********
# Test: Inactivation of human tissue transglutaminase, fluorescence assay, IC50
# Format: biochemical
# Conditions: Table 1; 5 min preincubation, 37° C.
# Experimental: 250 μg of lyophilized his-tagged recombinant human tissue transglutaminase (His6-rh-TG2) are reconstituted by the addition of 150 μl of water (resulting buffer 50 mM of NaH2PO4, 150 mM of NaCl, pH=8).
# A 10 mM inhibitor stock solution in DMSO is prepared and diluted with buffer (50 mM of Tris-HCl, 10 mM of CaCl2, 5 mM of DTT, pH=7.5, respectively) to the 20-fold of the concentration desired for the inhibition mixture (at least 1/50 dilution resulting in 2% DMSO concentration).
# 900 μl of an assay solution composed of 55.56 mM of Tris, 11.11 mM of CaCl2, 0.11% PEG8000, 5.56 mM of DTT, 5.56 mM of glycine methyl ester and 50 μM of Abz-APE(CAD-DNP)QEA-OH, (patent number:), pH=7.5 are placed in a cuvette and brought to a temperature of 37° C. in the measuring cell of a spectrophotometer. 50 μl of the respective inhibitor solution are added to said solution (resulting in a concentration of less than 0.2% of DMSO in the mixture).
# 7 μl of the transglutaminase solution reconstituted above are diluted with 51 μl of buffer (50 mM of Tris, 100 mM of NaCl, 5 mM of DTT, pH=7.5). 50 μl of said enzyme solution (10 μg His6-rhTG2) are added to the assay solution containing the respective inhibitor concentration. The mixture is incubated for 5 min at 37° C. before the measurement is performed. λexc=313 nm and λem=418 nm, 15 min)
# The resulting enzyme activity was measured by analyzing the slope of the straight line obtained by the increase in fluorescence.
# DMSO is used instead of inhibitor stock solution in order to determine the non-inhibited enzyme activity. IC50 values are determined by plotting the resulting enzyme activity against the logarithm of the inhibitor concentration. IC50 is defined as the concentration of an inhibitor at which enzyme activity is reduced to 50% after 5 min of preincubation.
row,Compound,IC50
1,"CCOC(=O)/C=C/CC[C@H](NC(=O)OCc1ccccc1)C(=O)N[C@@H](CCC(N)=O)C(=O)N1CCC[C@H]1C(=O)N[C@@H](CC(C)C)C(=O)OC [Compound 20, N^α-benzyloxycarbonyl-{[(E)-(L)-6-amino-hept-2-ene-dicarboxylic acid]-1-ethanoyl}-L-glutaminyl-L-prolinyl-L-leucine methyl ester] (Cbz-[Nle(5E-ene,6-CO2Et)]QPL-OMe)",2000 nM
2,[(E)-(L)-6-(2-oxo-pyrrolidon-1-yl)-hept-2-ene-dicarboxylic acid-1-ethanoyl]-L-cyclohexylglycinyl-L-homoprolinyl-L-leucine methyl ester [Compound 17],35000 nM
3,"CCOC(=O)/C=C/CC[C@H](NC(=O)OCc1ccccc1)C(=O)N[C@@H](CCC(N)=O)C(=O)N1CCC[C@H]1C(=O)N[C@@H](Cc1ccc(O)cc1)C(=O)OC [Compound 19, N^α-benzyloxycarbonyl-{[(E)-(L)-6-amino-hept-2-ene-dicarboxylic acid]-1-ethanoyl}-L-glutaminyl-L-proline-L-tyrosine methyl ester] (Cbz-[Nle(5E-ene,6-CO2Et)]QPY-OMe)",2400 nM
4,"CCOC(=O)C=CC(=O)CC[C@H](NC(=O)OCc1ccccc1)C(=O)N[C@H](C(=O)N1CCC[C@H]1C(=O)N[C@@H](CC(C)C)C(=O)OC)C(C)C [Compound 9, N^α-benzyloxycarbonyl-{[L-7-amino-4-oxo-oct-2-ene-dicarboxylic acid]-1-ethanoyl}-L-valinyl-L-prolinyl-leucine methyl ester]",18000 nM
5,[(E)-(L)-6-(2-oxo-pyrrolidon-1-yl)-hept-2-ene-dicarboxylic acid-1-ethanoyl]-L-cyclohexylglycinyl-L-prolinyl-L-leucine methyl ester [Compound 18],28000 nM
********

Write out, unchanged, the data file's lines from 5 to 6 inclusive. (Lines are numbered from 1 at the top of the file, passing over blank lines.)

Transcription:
# A 10 mM inhibitor stock solution in DMSO is prepared and diluted with buffer (50 mM of Tris-HCl, 10 mM of CaCl2, 5 mM of DTT, pH=7.5, respectively) to the 20-fold of the concentration desired for the inhibition mixture (at least 1/50 dilution resulting in 2% DMSO concentration).
# 900 μl of an assay solution composed of 55.56 mM of Tris, 11.11 mM of CaCl2, 0.11% PEG8000, 5.56 mM of DTT, 5.56 mM of glycine methyl ester and 50 μM of Abz-APE(CAD-DNP)QEA-OH, (patent number:), pH=7.5 are placed in a cuvette and brought to a temperature of 37° C. in the measuring cell of a spectrophotometer. 50 μl of the respective inhibitor solution are added to said solution (resulting in a concentration of less than 0.2% of DMSO in the mixture).